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    Created by Jessie Dolliver
  • Justice for UL Whistleblower Leona O’Callaghan
    Minister of Education, HEA and President Of UL, now that ye have found that Leona O’Callaghan was wronged, what are ye doing about her losing her job? My name is Dylan Campion, I’m 17 and son of Leona O’Callaghan who blew the whistle on financial wrongdoing in UL and was managed out of her job because of it. She was on Primetime and the news in the past few days. Back when my mam was trying to make decisions about payments that she knew shouldn’t be made out of public money, I remember how stressed she was, how much she worked back and how worried she was about losing her job. I mistakenly never thought it would come to that. She taught me that doing the right thing should always come first no matter what your personal risk is. She challenged her management about payments and chose her morals were more important than giving into pressure from her bosses higher up. I’ve seen my mam lose her job over this decision. I’ve seen her feel hopeless about her career and her future. I’ve seen her worry about money and having to cope on social welfare for years now when before all this she always worked and was good at her job. My mam tried really hard to go up against UL with solicitors but it went on for years. She did sit-ins, protests and lobbied ministers when she saw the same thing that happened to her happen to others. My mam has taught me the importance of truth and standing up for what’s right. A lot of people have said lovely things on Facebook about my mam and I believe that the honest people of Limerick can help put pressure on the Dept of Education and UL to sit with my mam and give her justice. Please sign the petition to show your support that it’s not ok to treat whistleblowers like my mam in the way they have. They should be thanked and promoted for doing the right thing not have their job and future taken from them. Regards, Dylan Campion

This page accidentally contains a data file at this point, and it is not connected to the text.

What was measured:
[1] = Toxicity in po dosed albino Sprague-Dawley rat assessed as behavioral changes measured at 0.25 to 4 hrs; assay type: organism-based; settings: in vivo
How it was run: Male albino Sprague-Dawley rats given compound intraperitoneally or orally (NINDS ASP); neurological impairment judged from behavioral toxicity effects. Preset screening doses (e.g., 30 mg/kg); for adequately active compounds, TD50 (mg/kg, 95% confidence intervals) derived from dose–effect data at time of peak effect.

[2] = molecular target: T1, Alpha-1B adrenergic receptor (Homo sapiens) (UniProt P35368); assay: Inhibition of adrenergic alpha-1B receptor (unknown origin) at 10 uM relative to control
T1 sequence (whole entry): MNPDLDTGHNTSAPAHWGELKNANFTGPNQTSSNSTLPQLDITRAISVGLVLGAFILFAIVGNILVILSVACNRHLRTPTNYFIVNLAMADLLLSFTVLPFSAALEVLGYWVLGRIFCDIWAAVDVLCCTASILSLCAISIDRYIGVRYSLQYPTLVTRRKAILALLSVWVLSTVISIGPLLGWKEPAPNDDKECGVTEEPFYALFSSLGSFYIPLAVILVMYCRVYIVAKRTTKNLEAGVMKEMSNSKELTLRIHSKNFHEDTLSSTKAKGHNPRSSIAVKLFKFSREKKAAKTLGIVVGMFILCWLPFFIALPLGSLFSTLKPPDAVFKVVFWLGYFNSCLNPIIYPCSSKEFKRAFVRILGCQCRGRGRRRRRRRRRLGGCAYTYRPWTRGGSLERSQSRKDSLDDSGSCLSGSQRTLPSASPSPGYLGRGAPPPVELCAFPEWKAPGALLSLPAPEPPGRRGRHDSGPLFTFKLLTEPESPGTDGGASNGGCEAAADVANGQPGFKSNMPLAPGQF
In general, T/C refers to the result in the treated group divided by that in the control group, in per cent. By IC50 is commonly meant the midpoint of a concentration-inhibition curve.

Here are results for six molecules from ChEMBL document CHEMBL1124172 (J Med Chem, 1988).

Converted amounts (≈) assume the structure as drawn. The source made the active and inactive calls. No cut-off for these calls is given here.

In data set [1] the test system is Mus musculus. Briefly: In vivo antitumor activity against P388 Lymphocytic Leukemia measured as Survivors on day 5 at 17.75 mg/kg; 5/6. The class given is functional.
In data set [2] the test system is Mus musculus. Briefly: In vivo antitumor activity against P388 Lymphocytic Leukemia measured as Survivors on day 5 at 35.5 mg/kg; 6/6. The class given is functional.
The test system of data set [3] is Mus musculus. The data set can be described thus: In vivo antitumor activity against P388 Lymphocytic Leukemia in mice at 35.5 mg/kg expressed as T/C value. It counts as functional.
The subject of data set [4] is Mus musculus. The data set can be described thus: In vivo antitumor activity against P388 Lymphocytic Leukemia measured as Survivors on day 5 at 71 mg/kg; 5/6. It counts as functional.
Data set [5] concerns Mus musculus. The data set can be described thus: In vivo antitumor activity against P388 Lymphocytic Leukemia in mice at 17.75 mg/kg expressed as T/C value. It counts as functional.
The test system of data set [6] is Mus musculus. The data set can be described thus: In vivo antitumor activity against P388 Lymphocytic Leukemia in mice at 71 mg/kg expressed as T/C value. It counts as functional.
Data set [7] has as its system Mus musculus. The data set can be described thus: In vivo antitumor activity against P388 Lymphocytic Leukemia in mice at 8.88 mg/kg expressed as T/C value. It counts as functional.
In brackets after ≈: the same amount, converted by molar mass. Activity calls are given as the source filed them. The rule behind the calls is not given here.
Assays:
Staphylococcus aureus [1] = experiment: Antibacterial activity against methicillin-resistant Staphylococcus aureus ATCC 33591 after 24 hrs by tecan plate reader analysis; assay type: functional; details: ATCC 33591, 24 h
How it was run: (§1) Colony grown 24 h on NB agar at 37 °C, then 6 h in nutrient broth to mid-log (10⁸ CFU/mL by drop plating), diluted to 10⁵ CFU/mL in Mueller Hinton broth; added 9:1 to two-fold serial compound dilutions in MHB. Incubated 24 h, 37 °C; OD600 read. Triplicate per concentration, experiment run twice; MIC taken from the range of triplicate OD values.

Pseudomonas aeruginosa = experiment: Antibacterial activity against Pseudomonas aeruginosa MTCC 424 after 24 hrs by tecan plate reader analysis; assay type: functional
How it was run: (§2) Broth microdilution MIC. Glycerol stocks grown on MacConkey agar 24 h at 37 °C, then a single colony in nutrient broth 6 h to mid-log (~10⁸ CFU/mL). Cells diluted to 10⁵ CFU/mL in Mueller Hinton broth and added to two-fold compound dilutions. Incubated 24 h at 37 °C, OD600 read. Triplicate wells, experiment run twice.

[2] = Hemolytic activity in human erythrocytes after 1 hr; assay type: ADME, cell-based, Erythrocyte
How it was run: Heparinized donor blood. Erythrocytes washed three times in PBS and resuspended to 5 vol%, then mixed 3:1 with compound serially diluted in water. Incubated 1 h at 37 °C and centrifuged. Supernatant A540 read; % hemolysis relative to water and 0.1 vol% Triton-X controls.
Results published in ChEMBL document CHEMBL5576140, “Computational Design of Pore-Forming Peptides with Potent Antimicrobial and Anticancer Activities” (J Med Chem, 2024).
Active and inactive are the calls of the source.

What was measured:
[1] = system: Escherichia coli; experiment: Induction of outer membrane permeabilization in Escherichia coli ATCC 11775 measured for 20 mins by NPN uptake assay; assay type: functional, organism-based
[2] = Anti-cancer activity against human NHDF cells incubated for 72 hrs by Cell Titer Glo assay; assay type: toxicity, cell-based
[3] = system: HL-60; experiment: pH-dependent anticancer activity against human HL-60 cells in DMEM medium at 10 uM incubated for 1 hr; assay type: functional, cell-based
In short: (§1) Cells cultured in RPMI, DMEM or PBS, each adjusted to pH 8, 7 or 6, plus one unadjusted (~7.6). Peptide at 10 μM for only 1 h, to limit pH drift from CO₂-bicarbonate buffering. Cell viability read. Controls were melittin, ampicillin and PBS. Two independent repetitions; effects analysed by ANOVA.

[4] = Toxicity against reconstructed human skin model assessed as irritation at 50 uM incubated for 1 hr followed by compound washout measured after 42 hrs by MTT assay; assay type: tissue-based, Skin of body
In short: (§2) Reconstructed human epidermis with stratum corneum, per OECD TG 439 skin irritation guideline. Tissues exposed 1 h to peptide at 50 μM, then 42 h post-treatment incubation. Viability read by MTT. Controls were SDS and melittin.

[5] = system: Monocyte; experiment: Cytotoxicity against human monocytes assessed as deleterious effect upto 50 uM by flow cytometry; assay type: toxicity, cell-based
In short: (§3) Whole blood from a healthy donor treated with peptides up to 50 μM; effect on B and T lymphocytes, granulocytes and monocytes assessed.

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    Created by Dylan Campion
  • Additional teachers needed for Firhouse Educate Together National School
    Firhouse Educate Together National School is a developing school with 171 pupils enrolled. It is a very inclusive school with 44% of the children with special education needs. From November 6th there are to be large split infant classes of up to 32 children which is of great concern. The staff at the school are passionate and committed and do wonderful work with the children. However, these class sizes, with so many children with special needs in them, cannot be considered suitable to meet the educational needs of the children. The breakdown in Firhouse Educate Together N.S. is as follows: * Special educational needs - 24% of the children * Solely EAL requirements - 14% of the children * Solely learning support requirements - 6% This situation needs to be addressed as a matter of urgency.
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    Created by Orla Gargan
  • Ban Climate Change deniers from RTE
    RTE is the single most popular media source on this island. We even fund them via a licence fee mandatory for every household. They influence society as a whole & their lagging behind on climate change is beyond unacceptable, it's dangerous. When we are paying up to a billion euro in fines annually because we couldn't meet emissions targets set decades ago, will RTE have Fitzmaurice or Healy Rae on to tell us it's God that controls the weather? Here is a great opinion piece from 2014 on this very issue - http://www.irishexaminer.com/viewpoints/columnists/victoria-white/prime-time-and-rte-are-in-denial-of-the-truth-about-climate-change-264064.html Coverage of the horrifically outdated debate RTE held only this year where the topic was basically "is climate change real?" - https://greennews.ie/shocking-climate-change-denial-aired-rte-claire-byrne-live/
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    Created by Kevin H
  • Our Roadmap for Social Inclusion: Walking as One for an Inclusive Society